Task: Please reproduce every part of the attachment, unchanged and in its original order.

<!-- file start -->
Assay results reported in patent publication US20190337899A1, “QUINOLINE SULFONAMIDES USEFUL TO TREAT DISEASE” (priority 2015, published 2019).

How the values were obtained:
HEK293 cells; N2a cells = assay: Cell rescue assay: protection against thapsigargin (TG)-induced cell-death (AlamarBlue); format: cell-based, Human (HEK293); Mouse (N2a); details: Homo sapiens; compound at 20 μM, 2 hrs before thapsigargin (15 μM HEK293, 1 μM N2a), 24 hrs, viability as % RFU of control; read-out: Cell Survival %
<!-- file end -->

Assay results reported in patent publication US20190337899A1, “QUINOLINE SULFONAMIDES USEFUL TO TREAT DISEASE” (priority 2015, published 2019).

How the values were obtained:
HEK293 cells; N2a cells = assay: Cell rescue assay: protection against thapsigargin (TG)-induced cell-death (AlamarBlue); format: cell-based, Human (HEK293); Mouse (N2a); details: Homo sapiens; compound at 20 μM, 2 hrs before thapsigargin (15 μM HEK293, 1 μM N2a), 24 hrs, viability as % RFU of control; read-out: Cell Survival %